What is embezzlement?

Embezzlement is when a person fraudulently uses the property or money of another for a purpose other than that for which the person received it and while that person was entrusted with the safe keeping of that property or money.

How is embezzlement different than larceny? Embezzlement Vs. Larceny

Larceny is the taking of another person’s property or money with the intent to permanently deprive them of its use. A classic example is when a teenager goes into a store like Wal-Mart and takes a pair of jeans without paying for them. Embezzlement is similar to larceny, but it must involve someone taking (or giving away, misappropriating or misusing) property or money they were entrusted with. A classic example would be if an employee Wal-Mart such as a cashier took money out of her cash register for her own use. In this case the theft came from someone who was entrusted with the safe keeping of that property.

If I have been charged with Embezzlement can I just return the money and have the charges dropped?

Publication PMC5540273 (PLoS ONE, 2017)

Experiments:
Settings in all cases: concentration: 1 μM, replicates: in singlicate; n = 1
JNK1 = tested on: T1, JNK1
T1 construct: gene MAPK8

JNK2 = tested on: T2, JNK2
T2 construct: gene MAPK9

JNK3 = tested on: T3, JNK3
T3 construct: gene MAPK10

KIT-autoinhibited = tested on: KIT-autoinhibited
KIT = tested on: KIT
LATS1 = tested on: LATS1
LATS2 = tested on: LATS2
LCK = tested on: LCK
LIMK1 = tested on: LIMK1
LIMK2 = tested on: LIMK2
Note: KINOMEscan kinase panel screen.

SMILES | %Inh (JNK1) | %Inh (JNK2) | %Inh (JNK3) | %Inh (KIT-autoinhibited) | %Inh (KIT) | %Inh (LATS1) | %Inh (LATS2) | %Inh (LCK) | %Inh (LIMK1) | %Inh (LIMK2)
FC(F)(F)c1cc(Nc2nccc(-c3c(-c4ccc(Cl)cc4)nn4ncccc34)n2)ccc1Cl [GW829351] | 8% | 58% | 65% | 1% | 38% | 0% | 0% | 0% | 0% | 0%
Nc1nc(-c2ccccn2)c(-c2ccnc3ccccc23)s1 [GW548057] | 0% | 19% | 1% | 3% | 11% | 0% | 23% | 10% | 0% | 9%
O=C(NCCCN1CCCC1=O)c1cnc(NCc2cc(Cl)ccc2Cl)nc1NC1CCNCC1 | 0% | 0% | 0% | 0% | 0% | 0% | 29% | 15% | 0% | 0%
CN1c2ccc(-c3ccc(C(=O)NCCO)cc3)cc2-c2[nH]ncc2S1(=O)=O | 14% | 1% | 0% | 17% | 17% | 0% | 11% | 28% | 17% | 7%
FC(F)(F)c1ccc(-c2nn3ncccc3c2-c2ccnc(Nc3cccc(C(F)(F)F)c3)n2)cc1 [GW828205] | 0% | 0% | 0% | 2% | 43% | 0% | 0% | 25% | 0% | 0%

The short answer is NO, the charges will not be dropped if you simply payback the money. But, there are countless reasons and variation of situations that can change this answer. No case is ever the exact same and needs to be treated and defended as such. In general the charges brought against you were brought by the State of North Carolina. If you have been charged, your case is considered (and referred to as) The State of North Carolina VS. Defendant… Not Wal-Mart VS. Defendant. So, while the employer victim may have some say in the outcome of the case, it is ultimately up to the Wake County District Attorney’s Office to prosecute or not prosecute the case.

What does the North Carolina General Statute say?

§ 14 90. Embezzlement of property received by virtue of office or employment.